Consultations on human rights with third countries
Delivered in Plenary - 5th September 2007
The Valenciano Martínez-Orozco report on promoting human rights and democracy remains a fundamental cornerstone of the EU and the common values that unite the 27 Member States. It is also a key component externally in our strategic alliances beyond, in the wider 47-member-state Council of Europe, in our transatlantic partnership in NATO and with like-minded countries within the UN.
Inevitably, as the Union has progressed with more and more formal trade and political cooperation agreements, we have sought to impose a degree of fundamental human rights conditionality on our global partners – albeit it ad hoc and inconsistent at best – aided by a specific instrument, the European Instrument for Democracy and Human Rights, and supported by human rights dialogues and consultations when required.
The European Neighbourhood Policy (ENP), for which I am co-rapporteur for Parliament, aims at establishing a ring of neighbouring friends committed to a common area of peace, stability, security, full respect for human rights and democracy, freedom of the press, independence of the judiciary, the rule of law and prosperity. ENP action plans build on the existing, legally binding under the Treaty, contractual frameworks – association agreements in the case of Euromed partners or partnership and cooperation agreements with former Soviet states – which typically include human rights and democracy clauses that are monitored so that, the closer the ENP partner country comes in terms of shared values, the greater the aid and trade cooperation granted by the EU. These action plans are monitored by subcommittees as part of an ongoing dialogue.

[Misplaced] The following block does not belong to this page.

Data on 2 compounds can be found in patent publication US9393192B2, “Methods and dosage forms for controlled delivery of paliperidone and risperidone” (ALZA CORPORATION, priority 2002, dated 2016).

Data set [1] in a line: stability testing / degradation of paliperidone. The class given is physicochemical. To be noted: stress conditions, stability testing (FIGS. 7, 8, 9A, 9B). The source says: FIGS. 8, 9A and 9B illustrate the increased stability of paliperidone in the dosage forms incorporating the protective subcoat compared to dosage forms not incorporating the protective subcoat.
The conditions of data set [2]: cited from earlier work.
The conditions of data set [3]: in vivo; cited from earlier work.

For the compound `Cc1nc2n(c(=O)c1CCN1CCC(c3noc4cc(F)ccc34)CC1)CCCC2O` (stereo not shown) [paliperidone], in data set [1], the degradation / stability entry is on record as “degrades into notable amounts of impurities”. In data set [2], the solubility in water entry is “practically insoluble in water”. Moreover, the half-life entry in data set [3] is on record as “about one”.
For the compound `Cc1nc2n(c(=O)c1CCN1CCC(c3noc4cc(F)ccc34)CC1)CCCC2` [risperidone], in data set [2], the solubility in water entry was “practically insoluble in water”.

Theoretically, at least, geopolitical considerations should play no part, but in fact realpolitik usually prevails in practice. Who, for instance, would dare threaten the same degree of sanctions against the People’s Republic of China, as mentioned by my colleague Mr Belder, over its serious lack of human rights and democracy as we did against Uzbekistan? That is my case.